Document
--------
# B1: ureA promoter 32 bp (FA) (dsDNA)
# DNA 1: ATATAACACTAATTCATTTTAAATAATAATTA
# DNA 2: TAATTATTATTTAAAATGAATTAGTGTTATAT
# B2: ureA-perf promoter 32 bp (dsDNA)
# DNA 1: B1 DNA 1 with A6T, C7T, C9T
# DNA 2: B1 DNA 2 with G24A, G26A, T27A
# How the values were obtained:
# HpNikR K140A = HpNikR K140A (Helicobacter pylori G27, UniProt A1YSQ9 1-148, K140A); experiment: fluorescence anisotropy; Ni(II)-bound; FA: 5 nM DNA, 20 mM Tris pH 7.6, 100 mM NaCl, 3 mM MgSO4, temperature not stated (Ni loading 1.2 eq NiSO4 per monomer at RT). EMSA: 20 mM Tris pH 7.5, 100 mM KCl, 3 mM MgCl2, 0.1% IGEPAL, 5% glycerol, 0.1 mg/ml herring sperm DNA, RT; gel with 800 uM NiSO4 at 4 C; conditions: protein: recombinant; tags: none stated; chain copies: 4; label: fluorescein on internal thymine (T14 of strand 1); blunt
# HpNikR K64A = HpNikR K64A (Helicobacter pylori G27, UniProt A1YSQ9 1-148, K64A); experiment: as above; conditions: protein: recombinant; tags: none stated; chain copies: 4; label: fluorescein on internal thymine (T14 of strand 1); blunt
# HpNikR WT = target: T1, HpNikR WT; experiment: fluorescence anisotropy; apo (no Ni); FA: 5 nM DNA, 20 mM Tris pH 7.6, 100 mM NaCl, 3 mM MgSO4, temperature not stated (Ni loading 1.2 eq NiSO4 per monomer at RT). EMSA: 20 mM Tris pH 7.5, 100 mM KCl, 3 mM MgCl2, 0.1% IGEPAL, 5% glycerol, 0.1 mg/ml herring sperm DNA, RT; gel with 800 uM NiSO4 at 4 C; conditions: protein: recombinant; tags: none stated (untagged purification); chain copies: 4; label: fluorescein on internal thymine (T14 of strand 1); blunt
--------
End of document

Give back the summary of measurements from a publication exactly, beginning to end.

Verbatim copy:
# B1: ureA promoter 32 bp (FA) (dsDNA)
# DNA 1: ATATAACACTAATTCATTTTAAATAATAATTA
# DNA 2: TAATTATTATTTAAAATGAATTAGTGTTATAT
# B2: ureA-perf promoter 32 bp (dsDNA)
# DNA 1: B1 DNA 1 with A6T, C7T, C9T
# DNA 2: B1 DNA 2 with G24A, G26A, T27A
# How the values were obtained:
# HpNikR K140A = HpNikR K140A (Helicobacter pylori G27, UniProt A1YSQ9 1-148, K140A); experiment: fluorescence anisotropy; Ni(II)-bound; FA: 5 nM DNA, 20 mM Tris pH 7.6, 100 mM NaCl, 3 mM MgSO4, temperature not stated (Ni loading 1.2 eq NiSO4 per monomer at RT). EMSA: 20 mM Tris pH 7.5, 100 mM KCl, 3 mM MgCl2, 0.1% IGEPAL, 5% glycerol, 0.1 mg/ml herring sperm DNA, RT; gel with 800 uM NiSO4 at 4 C; conditions: protein: recombinant; tags: none stated; chain copies: 4; label: fluorescein on internal thymine (T14 of strand 1); blunt
# HpNikR K64A = HpNikR K64A (Helicobacter pylori G27, UniProt A1YSQ9 1-148, K64A); experiment: as above; conditions: protein: recombinant; tags: none stated; chain copies: 4; label: fluorescein on internal thymine (T14 of strand 1); blunt
# HpNikR WT = target: T1, HpNikR WT; experiment: fluorescence anisotropy; apo (no Ni); FA: 5 nM DNA, 20 mM Tris pH 7.6, 100 mM NaCl, 3 mM MgSO4, temperature not stated (Ni loading 1.2 eq NiSO4 per monomer at RT). EMSA: 20 mM Tris pH 7.5, 100 mM KCl, 3 mM MgCl2, 0.1% IGEPAL, 5% glycerol, 0.1 mg/ml herring sperm DNA, RT; gel with 800 uM NiSO4 at 4 C; conditions: protein: recombinant; tags: none stated (untagged purification); chain copies: 4; label: fluorescein on internal thymine (T14 of strand 1); blunt